Second Thoughts: Another Christmas past, but not forgotten
"Look what I have," said my niece, the tiny girl who had worn her hair in Cindy Lou Who pigtails for our family Christmas party.
There nestled in her hand was her mother's long-lost ring, an anniversary gift from my brother-in-law. After misplacing the ring in the months-long rush to keep the kids and home on track, manage the family wreath-making business and prepare for the holidays, my sister had searched the house from top to bottom, even digging through two containers of recyclables and the compost bin.
Then just before Christmas, without effort, Gabby found the ring in her pencil case.
In a few weeks my sister had lost a blue sock, a gallon of Georgia Peach paint and the ring. Weeks of searching turned up none of them. I wouldn't have worried about the sock. But the other losses left my sister doubting herself, her control of things. To her, me and probably most of us, that's a big thing.
We joked that when Gabby found the ring, she also found her mom's sanity, which had been lost too.
But isn't that what children do regularly, especially during the holidays, for all adults?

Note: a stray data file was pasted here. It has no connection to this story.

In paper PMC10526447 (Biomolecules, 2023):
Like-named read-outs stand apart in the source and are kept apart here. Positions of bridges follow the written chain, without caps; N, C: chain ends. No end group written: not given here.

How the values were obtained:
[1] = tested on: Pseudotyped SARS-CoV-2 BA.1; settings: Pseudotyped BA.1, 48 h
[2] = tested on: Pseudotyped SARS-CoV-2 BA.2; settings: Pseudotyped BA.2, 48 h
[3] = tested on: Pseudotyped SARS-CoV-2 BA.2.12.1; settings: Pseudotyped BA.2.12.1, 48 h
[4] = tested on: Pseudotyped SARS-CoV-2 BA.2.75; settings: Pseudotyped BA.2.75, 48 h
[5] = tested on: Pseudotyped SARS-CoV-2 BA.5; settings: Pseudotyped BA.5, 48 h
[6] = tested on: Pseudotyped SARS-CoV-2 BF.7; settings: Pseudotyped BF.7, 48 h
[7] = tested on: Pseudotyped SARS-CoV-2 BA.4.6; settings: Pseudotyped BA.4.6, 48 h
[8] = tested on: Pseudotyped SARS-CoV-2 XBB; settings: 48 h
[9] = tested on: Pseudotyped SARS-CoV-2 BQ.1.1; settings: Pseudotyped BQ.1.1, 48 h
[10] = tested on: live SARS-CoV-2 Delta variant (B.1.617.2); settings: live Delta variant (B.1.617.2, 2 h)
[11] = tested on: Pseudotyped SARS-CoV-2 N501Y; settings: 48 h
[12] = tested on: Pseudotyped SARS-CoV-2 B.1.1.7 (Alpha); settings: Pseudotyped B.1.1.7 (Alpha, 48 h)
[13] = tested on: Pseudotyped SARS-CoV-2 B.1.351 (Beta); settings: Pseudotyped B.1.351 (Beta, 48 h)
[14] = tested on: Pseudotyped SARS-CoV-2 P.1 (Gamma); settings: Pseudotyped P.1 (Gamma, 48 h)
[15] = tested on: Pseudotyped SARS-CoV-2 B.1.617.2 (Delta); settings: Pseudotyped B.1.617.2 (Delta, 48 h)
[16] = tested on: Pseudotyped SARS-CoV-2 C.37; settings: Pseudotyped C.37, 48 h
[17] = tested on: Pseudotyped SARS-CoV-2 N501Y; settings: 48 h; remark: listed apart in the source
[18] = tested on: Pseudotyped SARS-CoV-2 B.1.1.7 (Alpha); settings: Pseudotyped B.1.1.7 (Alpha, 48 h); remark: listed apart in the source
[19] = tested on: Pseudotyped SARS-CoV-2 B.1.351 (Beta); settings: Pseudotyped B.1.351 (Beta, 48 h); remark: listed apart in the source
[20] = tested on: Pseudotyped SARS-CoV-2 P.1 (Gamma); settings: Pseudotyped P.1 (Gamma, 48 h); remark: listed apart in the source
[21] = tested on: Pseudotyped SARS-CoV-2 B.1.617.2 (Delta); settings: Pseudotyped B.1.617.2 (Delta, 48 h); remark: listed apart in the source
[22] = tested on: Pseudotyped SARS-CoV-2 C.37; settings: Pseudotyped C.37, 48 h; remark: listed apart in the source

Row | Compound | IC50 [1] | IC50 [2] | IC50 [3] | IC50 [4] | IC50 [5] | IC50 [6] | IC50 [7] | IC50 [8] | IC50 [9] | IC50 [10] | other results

My husband harangues me about delaying (forever) reading the instruction manuals for new electronics. But in 10 minutes on a December Saturday, my nephew J.T. taught my sister and me the basics of texting. It's an easy, if totally unnecessary, skill, and it's fun.
My nine-year-old blond-as-can-be grandson Andrew left us in wonder and delight with his plan to wear a fake black mustache while he took the role of the innkeeper in his church's Christmas pageant.
At our church on Christmas Eve, the second grandson, 4-year-old Will, squirmed and flirted with a college-age choir member and then waved sweetly from the back when his grandfather joined the other singers in the front of the church.
"So cute," cooed our friends.
When the girl asked his name, he told her he usually says, "William," but added that he does have a second name and a third -- first, middle and last. We're surprised he didn't give her his phone number.
During a lull in our Christmas party between the food and the opening of gifts, my 11-year-old nephew suggested the 30 or so of us play Bingo. He, of course, would call the numbers.
When she won, an adult cousin asked what her prize was.
"There are no prizes," said Alex solemnly.
But he was wrong. They were among us.
During the holidays we fill our time to overflowing with lists of things to finish -- cards to mail; piles of gifts to buy; colorful paper to fold, seal and then rip apart; little lights everywhere; decorations both fanciful and elegant; and food, so much food.
But compared to our children, it's all just so much fluff, just filler.
It is the children who hold in their hands and imaginations the magic and meaning of the season. The rest, borrowing a word from Cindy Lou, is "superfluous."